Sunday, April 29, 2012

Adapting

Since my last few blog entries have been rather somber in nature, I thought I’d try to hit a lighter note and share some of the positive and amusing things Alex has done or said while he’s been in the hospital. Even though being in the Behavioral Medicine Unit should be a culture shock for Alex since he has led a rather sheltered life by spending his time almost exclusively with Ed and me, he’s adapted to being with other people amazingly well. In fact, the other day when we asked him about various staff members we sensed he especially liked, he told us that he likes “everyone at the hospital.”

He has formed bonds with some of the nurses who have taken especially good care of him. LeeAnne told me the other day that when he saw her arrive to start her shift, he came running toward her to greet her. However, he knew that he couldn’t come into the nurse’s station, so he stopped on a dime (As she told us, he stopped as though there were an invisible line he knew not to cross.) when he reached the entrance and just smiled at her until she came to say hello to him. Later in the week, Laura called to ask if Alex could drink Silk soy milk. Apparently, he had seen her drinking it and decided he’d like her to share it with him, as she had given him the organic bananas she had brought for her lunch another time. I think he wasn’t as interested in drinking the Silk as he was in just sharing a treat with her. She also said that he came over to her at one point and gently pulled her hair in a teasing, affectionate way, probably to get her attention. When she asked him if he’d tugged on her hair, he grinned and told her yes. Another nurse, Jennifer, who seems to find Alex amusing, told us that he has figured out the security code to open the supply closets on the unit, which she thought was pretty clever. The other day, apparently he decided to use the code to open the linen closet, and the staff couldn’t figure out who had opened the door until they saw Alex grinning, feeling smug that he had done it himself. She also thought it was funny that he likes to play Yahtzee with her as long as he’s winning, but if she’s winning, he doesn’t want to play any more. We’re thankful for the wonderful care these nurses are giving him as well as the kindness and understanding they show.

When we go to visit Alex every day, we try to think of topics of conversation that will interest him yet not upset him. Most of the discussion involves our asking him questions that he can give a yes or no answer. Sometimes, we try to expand his responses by asking him open-ended questions instead. The other evening, we asked him who the funniest person he knows is, expecting him to give his standard answer of “Bud”—the name he calls my uncle, whom he finds really amusing. After mulling this question, he surprised us by naming Ed’s sister’s husband, Alex’s uncle Jack, as the funniest person he knows. Apparently, he remembers Uncle Jack as pretty amusing because he laughed just thinking about him. When we asked him about another funny guy, a clown named Corky whom we saw at the county fair several years ago, this also made Alex laugh. The next day we asked Alex about a funny person he saw at the fair, anticipating he would tell us “Corky the Clown.” When we asked him, “What was the name of the funny guy you saw at the fair?” without missing a beat, he told us Grandpa. Since he had seen Grandpa at the fair, and Grandpa is a funny guy, this was a good answer that made all of us laugh. Although Alex’s hospitalization has been a stressful time for our family, his surprising ability to adapt and adjust to the changes has been comforting to Ed and me. For someone used to only being at home and to following routines he has developed over the years, Alex seems content to allow new caregivers to help him, and he likes the activities they have planned. At the end of a recent visit, Ed asked him what he was going to do later, whether he was going back to the day room to watch tv or stay in his room and read books. Alex thought for a moment, smiled, and said, “Wait and see.” As we anticipate and question what God holds for our future, we see wisdom and faith in Alex’s comment: “Wait and see.”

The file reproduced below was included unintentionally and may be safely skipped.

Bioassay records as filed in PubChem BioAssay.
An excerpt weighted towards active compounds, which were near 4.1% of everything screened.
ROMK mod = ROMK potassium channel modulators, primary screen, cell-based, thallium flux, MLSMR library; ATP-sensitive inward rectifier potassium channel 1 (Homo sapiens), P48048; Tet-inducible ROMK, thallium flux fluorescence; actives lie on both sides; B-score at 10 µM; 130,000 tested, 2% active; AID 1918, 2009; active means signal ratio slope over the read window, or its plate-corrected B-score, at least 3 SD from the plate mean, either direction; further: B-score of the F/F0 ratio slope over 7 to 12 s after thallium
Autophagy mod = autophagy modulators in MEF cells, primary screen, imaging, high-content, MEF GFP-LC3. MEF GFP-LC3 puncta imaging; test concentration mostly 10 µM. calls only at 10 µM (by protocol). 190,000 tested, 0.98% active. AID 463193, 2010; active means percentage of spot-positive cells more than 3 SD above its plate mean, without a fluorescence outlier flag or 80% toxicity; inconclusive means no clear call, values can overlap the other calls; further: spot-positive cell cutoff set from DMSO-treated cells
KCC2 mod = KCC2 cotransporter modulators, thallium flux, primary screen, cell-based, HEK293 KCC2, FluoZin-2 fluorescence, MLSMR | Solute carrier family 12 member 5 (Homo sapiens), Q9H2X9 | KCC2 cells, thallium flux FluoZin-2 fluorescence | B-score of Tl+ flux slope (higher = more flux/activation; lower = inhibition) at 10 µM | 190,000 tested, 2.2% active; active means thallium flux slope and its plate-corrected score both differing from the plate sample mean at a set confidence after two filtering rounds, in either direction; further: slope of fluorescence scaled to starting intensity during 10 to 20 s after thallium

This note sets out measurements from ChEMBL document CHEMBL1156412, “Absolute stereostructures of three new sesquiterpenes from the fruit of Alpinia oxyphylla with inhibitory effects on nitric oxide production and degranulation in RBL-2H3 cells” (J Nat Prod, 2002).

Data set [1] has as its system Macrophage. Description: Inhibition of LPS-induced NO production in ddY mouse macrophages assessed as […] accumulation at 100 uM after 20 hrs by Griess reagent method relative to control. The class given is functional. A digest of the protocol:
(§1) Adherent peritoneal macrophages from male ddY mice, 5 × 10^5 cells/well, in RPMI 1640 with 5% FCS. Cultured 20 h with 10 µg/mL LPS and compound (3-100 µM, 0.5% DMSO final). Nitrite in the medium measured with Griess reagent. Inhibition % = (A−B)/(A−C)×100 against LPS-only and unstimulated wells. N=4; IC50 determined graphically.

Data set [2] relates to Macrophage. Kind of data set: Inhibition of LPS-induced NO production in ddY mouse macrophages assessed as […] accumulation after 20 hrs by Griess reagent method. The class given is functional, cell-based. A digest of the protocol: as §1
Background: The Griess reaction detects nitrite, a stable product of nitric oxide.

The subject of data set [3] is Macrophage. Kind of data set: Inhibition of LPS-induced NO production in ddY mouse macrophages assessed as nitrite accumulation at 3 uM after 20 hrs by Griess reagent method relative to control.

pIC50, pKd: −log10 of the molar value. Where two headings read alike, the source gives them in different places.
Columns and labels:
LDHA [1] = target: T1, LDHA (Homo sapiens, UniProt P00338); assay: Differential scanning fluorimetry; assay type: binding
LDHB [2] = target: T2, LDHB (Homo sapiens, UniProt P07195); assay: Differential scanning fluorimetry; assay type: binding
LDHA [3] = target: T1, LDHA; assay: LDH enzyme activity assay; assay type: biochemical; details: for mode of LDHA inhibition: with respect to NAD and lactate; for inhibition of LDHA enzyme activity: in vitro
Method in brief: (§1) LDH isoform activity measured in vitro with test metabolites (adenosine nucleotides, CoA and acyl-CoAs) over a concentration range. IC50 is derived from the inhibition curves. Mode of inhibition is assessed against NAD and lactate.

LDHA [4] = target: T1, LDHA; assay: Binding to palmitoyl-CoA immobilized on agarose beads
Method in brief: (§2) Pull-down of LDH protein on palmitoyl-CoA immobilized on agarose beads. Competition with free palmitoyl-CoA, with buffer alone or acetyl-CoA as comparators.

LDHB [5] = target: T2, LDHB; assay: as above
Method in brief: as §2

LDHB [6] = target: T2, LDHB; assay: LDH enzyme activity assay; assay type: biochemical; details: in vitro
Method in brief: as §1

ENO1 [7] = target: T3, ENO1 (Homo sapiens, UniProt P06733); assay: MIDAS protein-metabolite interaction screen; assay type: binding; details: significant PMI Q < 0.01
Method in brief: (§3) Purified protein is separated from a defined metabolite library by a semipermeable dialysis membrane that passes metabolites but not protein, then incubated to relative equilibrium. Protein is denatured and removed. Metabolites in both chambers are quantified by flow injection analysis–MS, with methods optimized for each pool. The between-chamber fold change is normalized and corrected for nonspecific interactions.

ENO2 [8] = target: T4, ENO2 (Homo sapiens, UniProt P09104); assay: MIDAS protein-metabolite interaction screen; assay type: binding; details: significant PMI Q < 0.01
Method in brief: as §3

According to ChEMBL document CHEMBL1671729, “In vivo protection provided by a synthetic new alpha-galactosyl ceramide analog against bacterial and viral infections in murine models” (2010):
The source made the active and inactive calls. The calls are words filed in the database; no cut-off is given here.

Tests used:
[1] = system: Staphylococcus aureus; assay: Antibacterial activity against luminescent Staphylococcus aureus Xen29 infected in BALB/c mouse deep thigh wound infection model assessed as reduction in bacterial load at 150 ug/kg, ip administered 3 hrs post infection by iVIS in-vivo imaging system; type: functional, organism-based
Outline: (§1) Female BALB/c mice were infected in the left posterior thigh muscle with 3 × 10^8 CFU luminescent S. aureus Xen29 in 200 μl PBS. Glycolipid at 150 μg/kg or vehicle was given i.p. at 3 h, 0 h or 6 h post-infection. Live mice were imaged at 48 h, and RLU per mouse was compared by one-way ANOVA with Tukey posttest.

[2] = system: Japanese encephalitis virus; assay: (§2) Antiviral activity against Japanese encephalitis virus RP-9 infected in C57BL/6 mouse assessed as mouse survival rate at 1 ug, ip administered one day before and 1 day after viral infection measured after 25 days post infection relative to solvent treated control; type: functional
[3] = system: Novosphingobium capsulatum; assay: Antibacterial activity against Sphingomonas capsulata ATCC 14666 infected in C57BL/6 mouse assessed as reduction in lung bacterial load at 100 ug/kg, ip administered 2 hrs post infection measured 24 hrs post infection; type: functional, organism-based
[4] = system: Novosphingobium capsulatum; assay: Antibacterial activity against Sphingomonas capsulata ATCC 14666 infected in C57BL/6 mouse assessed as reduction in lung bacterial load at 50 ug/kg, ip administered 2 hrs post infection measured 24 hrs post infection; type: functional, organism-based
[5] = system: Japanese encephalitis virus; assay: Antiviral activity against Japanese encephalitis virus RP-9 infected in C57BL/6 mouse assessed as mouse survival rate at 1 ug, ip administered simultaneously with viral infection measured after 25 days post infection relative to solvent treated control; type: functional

“And David said to his son Solomon, ‘Be strong and of good courage, and do it; do not fear nor be dismayed, for the Lord God—my God—will be with you. He will not leave you nor forsake you, until you have finished all the work for the service of the house of the Lord.” I Chronicles 28:20

2 comments:

K. C. said...

Wait and see: that's all we can really do, isn't it? Thinking of you all and glad to hear that Alex is adapting well.

Pam Byrne said...

Hi K.C.,
I'm not very good about waiting, so I'm sure this is one of the lessons I'm supposed to learn from this challenge. I'm trying to follow Alex's philosophy of "wait and see." :) Thanks for thinking of us.
Love,
Pam